How is a car builder supposed to "get the lead out," weight-wise, when vehicles rely on batteries (traditionally heavy lead acid ones) to supply a vehicle's many electrical needs? Up until a few years ago, lead-based batteries were the juice supplier of choice for electric cars — largely because that was all that was readily available.
Then along came nickel metal hydride (NiMH) batteries that were lighter and still capable of packing a powerful charge — and used widely in hybrid vehicles.
Automakers are placing their bets on hybrid and fully electric vehicles to help them meet government-mandated mileage requirements in the future. But even NiMH batteries lack the energy storage capacity to practically meet the expectations of consumers. It's because of a property called "energy density." For right now, batteries aren't able to hold the same energy "punch" for a given weight as fossil fuels.
Enter lithium ion batteries, which have a higher energy density than lead acid or nickel metal hydride. They've long powered cordless power tools and laptop computers, but have also suffered a nasty penchant for exploding when they got too hot. While somewhat rare, these catastrophic failures occurred often enough to prompt major concern, like when they would cause consumer laptops to catch fire. They also kept major automakers leery about putting them in mass-produced vehicles until the kinks could be worked out.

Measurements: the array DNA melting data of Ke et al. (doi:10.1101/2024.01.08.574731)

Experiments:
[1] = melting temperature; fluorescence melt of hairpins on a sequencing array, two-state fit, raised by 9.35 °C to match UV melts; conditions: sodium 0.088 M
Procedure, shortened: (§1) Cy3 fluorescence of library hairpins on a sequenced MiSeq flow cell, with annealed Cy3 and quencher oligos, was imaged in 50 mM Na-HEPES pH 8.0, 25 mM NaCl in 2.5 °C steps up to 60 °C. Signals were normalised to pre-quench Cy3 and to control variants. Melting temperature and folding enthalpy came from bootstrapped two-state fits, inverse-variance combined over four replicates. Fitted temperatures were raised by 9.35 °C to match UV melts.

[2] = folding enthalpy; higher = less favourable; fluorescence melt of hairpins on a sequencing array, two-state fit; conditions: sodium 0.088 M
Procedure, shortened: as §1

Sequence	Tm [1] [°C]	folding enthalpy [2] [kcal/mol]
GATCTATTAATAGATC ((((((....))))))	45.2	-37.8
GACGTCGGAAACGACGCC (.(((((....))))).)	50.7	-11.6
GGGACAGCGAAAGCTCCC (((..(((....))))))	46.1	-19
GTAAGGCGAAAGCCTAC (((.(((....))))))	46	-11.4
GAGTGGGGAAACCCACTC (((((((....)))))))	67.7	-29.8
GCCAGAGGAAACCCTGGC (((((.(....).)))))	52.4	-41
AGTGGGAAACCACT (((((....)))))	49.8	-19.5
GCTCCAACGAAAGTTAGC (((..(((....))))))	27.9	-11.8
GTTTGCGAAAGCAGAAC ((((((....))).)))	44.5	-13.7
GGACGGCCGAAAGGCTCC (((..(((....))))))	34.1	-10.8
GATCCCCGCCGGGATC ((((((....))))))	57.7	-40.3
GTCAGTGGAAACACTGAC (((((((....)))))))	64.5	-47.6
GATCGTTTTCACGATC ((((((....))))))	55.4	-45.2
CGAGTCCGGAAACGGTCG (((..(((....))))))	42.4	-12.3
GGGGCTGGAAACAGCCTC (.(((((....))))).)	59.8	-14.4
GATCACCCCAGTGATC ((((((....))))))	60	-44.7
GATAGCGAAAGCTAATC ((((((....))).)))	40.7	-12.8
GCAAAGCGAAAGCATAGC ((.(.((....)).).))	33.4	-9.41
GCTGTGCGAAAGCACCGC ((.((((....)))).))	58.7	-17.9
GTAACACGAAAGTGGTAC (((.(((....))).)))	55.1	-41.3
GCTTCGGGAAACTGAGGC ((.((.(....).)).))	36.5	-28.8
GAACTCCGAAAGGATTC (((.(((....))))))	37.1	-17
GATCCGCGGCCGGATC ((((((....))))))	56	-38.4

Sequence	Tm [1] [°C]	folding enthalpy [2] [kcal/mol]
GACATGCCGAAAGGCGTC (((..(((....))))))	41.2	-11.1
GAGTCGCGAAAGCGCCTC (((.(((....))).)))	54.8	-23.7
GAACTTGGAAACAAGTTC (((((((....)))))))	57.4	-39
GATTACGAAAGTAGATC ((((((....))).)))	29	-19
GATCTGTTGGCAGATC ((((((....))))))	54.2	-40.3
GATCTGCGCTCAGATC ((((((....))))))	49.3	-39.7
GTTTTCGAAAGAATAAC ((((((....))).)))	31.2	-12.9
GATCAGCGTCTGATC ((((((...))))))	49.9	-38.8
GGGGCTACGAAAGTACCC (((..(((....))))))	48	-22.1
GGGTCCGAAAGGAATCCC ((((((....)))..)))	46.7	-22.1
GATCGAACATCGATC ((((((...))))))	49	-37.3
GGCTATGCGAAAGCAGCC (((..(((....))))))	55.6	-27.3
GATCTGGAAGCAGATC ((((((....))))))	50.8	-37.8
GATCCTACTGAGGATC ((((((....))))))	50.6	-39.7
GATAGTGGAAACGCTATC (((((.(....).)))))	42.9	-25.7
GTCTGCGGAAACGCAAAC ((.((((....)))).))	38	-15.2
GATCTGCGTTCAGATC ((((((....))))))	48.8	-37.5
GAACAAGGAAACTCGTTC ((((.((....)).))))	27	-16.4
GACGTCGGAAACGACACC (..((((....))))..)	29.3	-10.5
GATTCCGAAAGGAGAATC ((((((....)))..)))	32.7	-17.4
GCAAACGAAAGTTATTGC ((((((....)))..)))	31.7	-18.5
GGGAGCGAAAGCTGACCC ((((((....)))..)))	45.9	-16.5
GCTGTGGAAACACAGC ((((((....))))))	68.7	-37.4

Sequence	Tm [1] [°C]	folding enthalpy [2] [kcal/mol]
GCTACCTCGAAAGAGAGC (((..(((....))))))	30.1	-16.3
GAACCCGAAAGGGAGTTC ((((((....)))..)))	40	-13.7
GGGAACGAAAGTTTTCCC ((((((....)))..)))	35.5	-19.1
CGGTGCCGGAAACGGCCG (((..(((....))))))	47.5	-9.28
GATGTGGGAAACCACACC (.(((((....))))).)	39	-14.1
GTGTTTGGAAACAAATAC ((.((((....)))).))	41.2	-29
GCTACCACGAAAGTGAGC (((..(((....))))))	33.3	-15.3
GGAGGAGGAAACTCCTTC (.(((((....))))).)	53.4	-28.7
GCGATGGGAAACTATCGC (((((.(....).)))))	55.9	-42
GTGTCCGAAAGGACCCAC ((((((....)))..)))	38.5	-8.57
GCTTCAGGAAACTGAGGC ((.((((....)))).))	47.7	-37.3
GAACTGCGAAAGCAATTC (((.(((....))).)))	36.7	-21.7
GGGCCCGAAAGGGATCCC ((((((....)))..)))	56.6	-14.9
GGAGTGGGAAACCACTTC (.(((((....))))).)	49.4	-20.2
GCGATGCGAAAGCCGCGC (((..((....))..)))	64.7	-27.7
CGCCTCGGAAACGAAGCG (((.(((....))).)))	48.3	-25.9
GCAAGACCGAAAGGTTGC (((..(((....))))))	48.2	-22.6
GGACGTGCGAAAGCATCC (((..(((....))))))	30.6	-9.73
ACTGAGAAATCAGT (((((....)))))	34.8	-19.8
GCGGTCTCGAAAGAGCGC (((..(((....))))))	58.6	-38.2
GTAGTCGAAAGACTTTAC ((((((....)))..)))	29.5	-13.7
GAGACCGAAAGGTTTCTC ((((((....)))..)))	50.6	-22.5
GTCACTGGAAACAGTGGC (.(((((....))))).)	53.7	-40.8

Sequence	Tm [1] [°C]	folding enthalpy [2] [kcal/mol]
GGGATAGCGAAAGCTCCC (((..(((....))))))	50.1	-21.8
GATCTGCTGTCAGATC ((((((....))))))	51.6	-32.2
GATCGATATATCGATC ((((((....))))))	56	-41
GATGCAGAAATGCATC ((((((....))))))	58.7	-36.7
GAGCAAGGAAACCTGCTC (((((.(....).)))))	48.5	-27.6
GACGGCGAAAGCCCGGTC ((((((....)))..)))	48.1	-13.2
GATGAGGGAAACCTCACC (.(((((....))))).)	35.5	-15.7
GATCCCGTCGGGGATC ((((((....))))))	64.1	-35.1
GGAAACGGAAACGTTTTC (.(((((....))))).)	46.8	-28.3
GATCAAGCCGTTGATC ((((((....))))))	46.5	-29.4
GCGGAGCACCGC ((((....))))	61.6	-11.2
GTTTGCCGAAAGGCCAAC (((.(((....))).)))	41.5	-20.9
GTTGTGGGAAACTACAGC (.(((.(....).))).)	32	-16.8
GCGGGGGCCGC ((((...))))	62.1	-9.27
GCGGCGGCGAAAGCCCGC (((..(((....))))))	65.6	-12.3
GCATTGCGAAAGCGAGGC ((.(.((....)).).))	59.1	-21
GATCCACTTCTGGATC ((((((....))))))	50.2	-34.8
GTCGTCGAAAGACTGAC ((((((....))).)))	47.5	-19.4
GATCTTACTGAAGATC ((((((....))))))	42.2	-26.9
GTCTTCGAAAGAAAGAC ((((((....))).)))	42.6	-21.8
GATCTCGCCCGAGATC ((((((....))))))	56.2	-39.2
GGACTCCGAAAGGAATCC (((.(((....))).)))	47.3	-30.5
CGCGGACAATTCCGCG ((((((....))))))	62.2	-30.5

Still, companies like Tesla saw fit to put them into its fast, sleek Roadster electric sports car — which by all accounts delivered phenomenal performance.
And the time for lithium ion car batteries to go more mainstream is fast approaching. MIT researchers, for instance, found a way to slash re-charging times and make lithium ion batteries more stable (by using nickel rather than cobalt, along with the principal element lithium). This and other advancements make it appear that lightweight lithium will play a major role in helping autos keep the pounds off in the future.